Worlding and Unworlding Central Europe with Ursula K. Le Guin

Worlding and Unworlding Central Europe with Ursula K. Le Guin

Writing in Transit Research Cluster, School of Modern Languages and Cultures
Date: Wednesday 17 March 2021
Time: 13:00 - 14:00
Venue: Online via zoom
Category: Public lectures
Speaker: Dr Eliza Rose, University of North Carolina at Chapel Hill

As a college student, Ursula K. Le Guin (then Ursula Kroeber) wrote her first novel manuscript. Titled A Descendance, the story was set in the invented realm of Orsinia – an “unimportant country of middle Europe.” From her site of exclusion as a young woman seeking entry into a patriarchal publishing world, she staked out a country where her imagination was sovereign.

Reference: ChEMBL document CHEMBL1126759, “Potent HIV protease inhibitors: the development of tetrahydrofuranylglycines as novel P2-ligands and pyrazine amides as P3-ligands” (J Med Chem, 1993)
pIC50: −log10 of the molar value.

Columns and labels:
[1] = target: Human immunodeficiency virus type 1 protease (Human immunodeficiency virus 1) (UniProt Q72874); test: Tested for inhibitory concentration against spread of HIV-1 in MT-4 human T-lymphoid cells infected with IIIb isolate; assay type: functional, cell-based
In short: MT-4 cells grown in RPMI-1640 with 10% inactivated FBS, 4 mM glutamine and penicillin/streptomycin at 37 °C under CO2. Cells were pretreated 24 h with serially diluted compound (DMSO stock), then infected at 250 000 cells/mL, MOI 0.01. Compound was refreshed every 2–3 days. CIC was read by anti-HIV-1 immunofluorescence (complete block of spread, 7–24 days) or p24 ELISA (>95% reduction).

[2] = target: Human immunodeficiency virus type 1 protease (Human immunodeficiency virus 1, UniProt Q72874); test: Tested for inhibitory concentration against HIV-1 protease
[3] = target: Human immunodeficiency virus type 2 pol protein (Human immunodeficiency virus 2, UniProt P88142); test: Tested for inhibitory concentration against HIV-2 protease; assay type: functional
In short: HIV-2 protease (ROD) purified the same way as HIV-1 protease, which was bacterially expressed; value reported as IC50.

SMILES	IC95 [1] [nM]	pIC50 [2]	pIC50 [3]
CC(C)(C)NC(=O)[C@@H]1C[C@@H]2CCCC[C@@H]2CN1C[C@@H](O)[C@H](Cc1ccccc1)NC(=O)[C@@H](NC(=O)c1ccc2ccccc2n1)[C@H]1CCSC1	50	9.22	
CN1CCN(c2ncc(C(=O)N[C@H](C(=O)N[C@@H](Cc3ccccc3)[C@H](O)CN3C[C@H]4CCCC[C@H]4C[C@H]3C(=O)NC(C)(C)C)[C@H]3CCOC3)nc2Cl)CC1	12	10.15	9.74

Daughter of anthropologist Alfred Kroeber, Le Guin used a quasi-ethnographic toolkit to develop a complex fictional world for Orsinia complete with a Slavic-Latinate language, intricate class system, and history of Austrian annexation. Orsinia became the setting of two novel manuscripts, thirteen stories, and three folk songs.

This talk argues that the critically neglected Orsinian corpus indexes Le Guin’s career as a trajectory of sharpening self-awareness, for even by virtue of its duration as a project (1948-1990), it tracks her growing criticality as an author.

Drawing from Gayatri Spivak, Donna Haraway and Katarzyna Murawska-Muthesius, I explore ethnography and fictional “worlding” as relatedly fraught ways of “knowing” the other. Orsinia builds on the literary tradition of the Ruritanian romance (fiction authored in the West yet set in invented Central European countries). These genre parameters make Orsinia a unique site in which Le Guin overcame the limitations of the script she had been dealt.

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